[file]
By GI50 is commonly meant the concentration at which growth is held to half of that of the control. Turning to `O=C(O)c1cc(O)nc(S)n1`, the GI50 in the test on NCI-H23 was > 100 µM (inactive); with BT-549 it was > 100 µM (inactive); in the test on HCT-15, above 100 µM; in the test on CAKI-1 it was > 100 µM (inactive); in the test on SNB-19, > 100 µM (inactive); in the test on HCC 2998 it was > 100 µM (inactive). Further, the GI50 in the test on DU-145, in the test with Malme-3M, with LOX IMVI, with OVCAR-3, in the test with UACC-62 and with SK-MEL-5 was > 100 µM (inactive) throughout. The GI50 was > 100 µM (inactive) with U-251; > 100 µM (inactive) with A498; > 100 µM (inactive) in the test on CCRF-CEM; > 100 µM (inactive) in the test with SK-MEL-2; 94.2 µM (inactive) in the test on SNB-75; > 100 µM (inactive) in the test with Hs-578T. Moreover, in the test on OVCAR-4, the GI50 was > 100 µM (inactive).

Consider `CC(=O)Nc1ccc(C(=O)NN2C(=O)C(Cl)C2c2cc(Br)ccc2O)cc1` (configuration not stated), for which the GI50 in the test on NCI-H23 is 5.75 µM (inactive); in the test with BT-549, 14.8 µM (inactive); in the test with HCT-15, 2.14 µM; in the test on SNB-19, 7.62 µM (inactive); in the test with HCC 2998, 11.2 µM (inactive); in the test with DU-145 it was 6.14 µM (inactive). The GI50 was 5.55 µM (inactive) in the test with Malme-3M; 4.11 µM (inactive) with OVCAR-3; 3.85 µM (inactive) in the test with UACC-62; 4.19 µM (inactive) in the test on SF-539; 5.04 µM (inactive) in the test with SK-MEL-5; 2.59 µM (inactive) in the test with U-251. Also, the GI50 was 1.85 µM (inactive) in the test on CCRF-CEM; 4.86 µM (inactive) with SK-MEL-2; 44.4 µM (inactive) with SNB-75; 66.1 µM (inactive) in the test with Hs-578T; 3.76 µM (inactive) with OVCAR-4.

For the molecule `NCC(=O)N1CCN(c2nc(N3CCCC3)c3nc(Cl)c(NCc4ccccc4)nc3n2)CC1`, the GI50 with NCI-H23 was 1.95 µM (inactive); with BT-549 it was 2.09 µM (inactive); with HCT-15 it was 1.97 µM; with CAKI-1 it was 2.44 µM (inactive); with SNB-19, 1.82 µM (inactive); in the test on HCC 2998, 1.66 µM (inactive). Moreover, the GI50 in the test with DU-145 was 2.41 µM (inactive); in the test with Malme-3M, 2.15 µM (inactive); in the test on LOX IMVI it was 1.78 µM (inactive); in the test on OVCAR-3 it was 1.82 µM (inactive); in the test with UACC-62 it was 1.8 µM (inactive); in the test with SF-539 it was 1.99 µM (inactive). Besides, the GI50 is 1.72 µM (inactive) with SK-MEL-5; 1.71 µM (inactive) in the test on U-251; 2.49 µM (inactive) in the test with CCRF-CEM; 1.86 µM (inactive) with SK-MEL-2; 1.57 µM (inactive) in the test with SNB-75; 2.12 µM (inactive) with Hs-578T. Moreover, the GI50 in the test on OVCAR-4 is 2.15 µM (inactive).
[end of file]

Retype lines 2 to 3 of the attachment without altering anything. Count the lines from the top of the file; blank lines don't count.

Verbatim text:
Consider `CC(=O)Nc1ccc(C(=O)NN2C(=O)C(Cl)C2c2cc(Br)ccc2O)cc1` (configuration not stated), for which the GI50 in the test on NCI-H23 is 5.75 µM (inactive); in the test with BT-549, 14.8 µM (inactive); in the test with HCT-15, 2.14 µM; in the test on SNB-19, 7.62 µM (inactive); in the test with HCC 2998, 11.2 µM (inactive); in the test with DU-145 it was 6.14 µM (inactive). The GI50 was 5.55 µM (inactive) in the test with Malme-3M; 4.11 µM (inactive) with OVCAR-3; 3.85 µM (inactive) in the test with UACC-62; 4.19 µM (inactive) in the test on SF-539; 5.04 µM (inactive) in the test with SK-MEL-5; 2.59 µM (inactive) in the test with U-251. Also, the GI50 was 1.85 µM (inactive) in the test on CCRF-CEM; 4.86 µM (inactive) with SK-MEL-2; 44.4 µM (inactive) with SNB-75; 66.1 µM (inactive) in the test with Hs-578T; 3.76 µM (inactive) with OVCAR-4.

For the molecule `NCC(=O)N1CCN(c2nc(N3CCCC3)c3nc(Cl)c(NCc4ccccc4)nc3n2)CC1`, the GI50 with NCI-H23 was 1.95 µM (inactive); with BT-549 it was 2.09 µM (inactive); with HCT-15 it was 1.97 µM; with CAKI-1 it was 2.44 µM (inactive); with SNB-19, 1.82 µM (inactive); in the test on HCC 2998, 1.66 µM (inactive). Moreover, the GI50 in the test with DU-145 was 2.41 µM (inactive); in the test with Malme-3M, 2.15 µM (inactive); in the test on LOX IMVI it was 1.78 µM (inactive); in the test on OVCAR-3 it was 1.82 µM (inactive); in the test with UACC-62 it was 1.8 µM (inactive); in the test with SF-539 it was 1.99 µM (inactive). Besides, the GI50 is 1.72 µM (inactive) with SK-MEL-5; 1.71 µM (inactive) in the test on U-251; 2.49 µM (inactive) in the test with CCRF-CEM; 1.86 µM (inactive) with SK-MEL-2; 1.57 µM (inactive) in the test with SNB-75; 2.12 µM (inactive) with Hs-578T. Moreover, the GI50 in the test on OVCAR-4 is 2.15 µM (inactive).